Autumn Budget 2017

Some points that may interest you from this week’s Budget:-

Stamp Duty

In England, Wales and Northern Ireland, stamp duty has been effectively abolished for many first time buyers with a zero rate being applied on houses with a purchase price of up to £300,000.

Those buying their first home at a purchase price of between £300,000 and £500,000 will also pay less stamp duty than before the Budget with no change where a home costs more than £500,000. The following table sets out how the changes will work:

Value of Property Purchased

Before the Autumn Budget

From 22nd November 2017













£500,000 + No change

No Change


It should be noted that stamp duty policy in Wales will be devolved to the Welsh Government (to be called Land Transaction Tax) from April 2018 so the decision whether to continue to apply relief for first time buyers from that date will be made accordingly. Stamp Duty has been devolved to Scotland since April 2015 where it is called Land and Buildings Transaction Tax. The Scottish Government will publish their Draft Budget on 14 December so we will have to wait until then to see whether the Scottish Government will match (or better!) the UK Government’s changes for first time buyers.

Income tax changes from April 2018

The Personal Allowance, the first part of your taxable income on which the tax rate is 0%, will increase from £11,500 to £11,850. This is gradually withdrawn for those with taxable income of more than £100,000 and those with taxable income above £123,700 (2018/19) won’t get any allowance.

The basic rate tax band will increase from £33,500 to £34,500. Coupled with the change in the Personal Allowance, this means you will need to have taxable income of £46,350 or more in 2018/19 before you pay higher rate tax.

Higher rate tax will be payable on taxable income between £46,350 and £150,000, with additional rate tax applying to income above £150,000.

Since April 2017, the Scottish Government has had the ability to vary both the rate of income tax and the thresholds from which the various rates of income tax are payable.

The following applies to all UK taxpayers:-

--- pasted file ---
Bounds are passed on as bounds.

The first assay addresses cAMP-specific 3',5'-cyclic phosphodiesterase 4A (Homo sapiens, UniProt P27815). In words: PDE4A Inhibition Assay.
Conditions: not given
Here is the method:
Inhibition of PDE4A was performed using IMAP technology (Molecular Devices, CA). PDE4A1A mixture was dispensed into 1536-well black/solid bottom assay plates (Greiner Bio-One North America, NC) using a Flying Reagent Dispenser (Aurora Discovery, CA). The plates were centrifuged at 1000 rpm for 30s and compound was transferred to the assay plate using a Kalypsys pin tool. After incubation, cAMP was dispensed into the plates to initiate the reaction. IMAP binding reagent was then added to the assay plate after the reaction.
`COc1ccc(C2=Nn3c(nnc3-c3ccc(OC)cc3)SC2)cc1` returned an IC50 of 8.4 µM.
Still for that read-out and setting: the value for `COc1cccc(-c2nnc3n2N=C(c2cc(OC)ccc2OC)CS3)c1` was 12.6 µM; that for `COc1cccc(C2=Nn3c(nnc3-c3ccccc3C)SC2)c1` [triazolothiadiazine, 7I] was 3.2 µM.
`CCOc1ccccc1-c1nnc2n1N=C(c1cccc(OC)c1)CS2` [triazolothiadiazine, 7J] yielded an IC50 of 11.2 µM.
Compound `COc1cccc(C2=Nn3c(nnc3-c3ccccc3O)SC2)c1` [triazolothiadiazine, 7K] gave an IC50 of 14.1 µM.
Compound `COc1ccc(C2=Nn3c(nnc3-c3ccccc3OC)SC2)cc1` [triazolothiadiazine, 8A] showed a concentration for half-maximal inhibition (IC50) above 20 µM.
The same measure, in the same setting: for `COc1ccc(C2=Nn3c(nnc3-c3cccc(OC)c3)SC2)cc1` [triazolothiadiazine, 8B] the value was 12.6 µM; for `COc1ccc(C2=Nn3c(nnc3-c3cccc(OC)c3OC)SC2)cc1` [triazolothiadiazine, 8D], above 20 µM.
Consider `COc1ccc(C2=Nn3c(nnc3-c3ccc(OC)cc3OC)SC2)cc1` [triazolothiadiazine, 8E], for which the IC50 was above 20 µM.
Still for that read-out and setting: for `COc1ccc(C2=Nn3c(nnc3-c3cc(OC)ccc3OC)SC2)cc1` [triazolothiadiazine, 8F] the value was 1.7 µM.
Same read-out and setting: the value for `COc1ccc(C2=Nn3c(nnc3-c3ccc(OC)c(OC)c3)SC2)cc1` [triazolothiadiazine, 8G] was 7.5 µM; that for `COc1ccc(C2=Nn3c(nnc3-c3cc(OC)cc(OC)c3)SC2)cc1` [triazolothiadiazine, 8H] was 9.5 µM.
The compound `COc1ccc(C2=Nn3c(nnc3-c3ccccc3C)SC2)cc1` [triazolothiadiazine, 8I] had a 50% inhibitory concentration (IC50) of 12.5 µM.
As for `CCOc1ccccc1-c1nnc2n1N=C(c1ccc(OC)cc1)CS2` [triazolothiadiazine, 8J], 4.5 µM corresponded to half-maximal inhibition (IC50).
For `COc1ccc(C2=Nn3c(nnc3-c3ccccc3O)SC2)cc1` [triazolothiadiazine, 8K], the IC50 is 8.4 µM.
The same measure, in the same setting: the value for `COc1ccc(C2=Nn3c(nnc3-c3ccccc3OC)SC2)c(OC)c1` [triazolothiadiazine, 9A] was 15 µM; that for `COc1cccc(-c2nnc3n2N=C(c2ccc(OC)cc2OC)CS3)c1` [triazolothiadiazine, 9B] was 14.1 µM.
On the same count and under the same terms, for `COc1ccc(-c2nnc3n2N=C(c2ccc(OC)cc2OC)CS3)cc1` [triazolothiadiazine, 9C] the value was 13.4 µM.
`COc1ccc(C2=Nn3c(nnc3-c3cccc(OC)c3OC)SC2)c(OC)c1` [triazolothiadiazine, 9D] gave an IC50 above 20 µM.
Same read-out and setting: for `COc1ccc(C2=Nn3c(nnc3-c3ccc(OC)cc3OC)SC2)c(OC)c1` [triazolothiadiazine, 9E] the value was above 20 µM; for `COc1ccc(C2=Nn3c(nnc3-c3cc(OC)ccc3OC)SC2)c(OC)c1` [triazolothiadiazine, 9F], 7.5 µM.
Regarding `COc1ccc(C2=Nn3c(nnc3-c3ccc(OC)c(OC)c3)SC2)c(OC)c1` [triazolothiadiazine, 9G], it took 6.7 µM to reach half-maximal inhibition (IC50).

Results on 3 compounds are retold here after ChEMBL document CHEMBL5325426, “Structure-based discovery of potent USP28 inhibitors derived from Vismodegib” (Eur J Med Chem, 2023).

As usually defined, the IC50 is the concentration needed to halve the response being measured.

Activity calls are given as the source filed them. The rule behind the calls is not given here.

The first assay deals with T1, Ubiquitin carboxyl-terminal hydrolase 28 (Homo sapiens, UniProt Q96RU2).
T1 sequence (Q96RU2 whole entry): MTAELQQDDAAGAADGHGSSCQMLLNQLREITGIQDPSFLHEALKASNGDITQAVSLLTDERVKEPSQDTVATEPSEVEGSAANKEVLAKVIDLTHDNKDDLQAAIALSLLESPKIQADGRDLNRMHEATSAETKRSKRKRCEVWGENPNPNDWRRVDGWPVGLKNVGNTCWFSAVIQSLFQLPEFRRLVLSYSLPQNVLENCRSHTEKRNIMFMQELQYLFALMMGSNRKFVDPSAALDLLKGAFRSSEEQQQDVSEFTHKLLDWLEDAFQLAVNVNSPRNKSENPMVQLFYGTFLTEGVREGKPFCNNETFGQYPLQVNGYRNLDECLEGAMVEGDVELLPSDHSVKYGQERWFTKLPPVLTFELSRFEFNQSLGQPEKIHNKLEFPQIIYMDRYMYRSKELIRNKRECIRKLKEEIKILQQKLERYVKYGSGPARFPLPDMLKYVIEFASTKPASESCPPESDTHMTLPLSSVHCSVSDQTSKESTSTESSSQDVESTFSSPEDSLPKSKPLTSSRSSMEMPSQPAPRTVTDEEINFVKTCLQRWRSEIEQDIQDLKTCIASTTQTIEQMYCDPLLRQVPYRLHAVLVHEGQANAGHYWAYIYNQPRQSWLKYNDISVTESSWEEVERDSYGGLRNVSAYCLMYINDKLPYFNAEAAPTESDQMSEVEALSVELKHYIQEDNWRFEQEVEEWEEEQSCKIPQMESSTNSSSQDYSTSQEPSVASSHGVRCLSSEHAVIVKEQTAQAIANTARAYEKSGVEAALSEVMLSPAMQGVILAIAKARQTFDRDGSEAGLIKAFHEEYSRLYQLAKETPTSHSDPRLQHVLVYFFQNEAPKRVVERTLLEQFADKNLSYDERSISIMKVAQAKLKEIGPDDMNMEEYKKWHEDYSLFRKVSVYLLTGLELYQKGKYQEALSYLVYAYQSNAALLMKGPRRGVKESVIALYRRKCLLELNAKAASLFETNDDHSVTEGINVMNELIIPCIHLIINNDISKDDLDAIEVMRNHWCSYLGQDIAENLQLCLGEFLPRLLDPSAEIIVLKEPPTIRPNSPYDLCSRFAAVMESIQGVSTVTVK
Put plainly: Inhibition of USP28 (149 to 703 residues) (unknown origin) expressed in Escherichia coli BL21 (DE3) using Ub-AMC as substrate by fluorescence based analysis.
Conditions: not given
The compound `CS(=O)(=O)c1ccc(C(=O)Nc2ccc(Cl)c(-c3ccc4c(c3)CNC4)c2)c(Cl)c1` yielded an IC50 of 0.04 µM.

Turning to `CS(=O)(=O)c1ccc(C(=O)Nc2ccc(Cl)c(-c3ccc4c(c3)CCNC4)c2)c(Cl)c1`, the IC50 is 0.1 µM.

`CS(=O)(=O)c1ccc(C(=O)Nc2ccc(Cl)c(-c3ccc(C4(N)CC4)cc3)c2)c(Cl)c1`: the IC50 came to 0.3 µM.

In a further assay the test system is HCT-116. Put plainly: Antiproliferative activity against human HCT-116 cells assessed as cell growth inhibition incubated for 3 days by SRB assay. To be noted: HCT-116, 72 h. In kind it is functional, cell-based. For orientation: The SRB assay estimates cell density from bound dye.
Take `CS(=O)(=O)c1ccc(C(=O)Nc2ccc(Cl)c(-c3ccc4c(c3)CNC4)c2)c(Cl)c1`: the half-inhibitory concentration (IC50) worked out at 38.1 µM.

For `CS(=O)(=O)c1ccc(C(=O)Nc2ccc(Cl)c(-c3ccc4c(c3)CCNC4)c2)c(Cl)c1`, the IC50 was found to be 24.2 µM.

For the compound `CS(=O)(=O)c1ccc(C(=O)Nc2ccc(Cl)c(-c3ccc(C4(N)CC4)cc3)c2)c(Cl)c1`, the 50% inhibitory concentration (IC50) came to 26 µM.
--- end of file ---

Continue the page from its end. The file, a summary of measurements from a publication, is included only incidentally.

The Lifetime Allowance will increase from £1,000,000 (2017/18) to £1,030,000 for those taking their pension benefits on or after 6th April 2018.

Annual Individual Savings Account (ISA) Allowance

The annual ISA allowance will remain unchanged at £20,000 for the tax year 2018/19. Anyone aged 16 or over can save in a cash ISA although stocks and shares are only available to investors aged 18 or over. The Junior ISA limit will rise to £4,260 from £4,128.

Capital Gains Tax (CGT)

The annual exemption allowance for individuals will increase from £11,300 in 2017/18 to £11,700 in 2018/19. For most trusts, this will rise from £5,650 currently to £5,850 in 2018/19.

Dividend Tax Allowance

It was announced in the March 2017 Budget that the £5,000 Dividend Tax Allowance would reduce to £2,000 from 6th April 2018. From that date, dividend income above £2,000 will be taxed at 7.5% (basic rate taxpayers), 32.5% (higher rate taxpayers) and 38.1% (additional rate taxpayers.)

Inheritance Tax (IHT)

No changes were announced to Inheritance Tax rates or allowances for 2018/19 in the Autumn Budget, however previously announced changes continue to take effect.

This year saw the introduction of the Residence Nil-Rate Band (RNRB), initially set at £100,000, this being an extra allowance on top of the standard nil-rate band of £325,000. For deaths in the following tax years the RNRB will be:

•              £125,000 in 2018/19
•              £150,000 in 2019/20
•              £175,000 in 2020/21